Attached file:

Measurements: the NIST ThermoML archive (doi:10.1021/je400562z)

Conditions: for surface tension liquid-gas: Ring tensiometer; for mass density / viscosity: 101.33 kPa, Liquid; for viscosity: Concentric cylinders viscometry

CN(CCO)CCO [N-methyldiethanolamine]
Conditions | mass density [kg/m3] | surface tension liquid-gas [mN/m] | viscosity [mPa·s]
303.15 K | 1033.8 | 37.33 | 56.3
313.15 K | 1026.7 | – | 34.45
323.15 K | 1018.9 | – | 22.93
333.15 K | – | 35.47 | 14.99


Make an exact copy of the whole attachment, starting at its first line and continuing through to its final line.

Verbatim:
Measurements: the NIST ThermoML archive (doi:10.1021/je400562z)

Conditions: for surface tension liquid-gas: Ring tensiometer; for mass density / viscosity: 101.33 kPa, Liquid; for viscosity: Concentric cylinders viscometry

CN(CCO)CCO [N-methyldiethanolamine]
Conditions | mass density [kg/m3] | surface tension liquid-gas [mN/m] | viscosity [mPa·s]
303.15 K | 1033.8 | 37.33 | 56.3
313.15 K | 1026.7 | – | 34.45
323.15 K | 1018.9 | – | 22.93
333.15 K | – | 35.47 | 14.99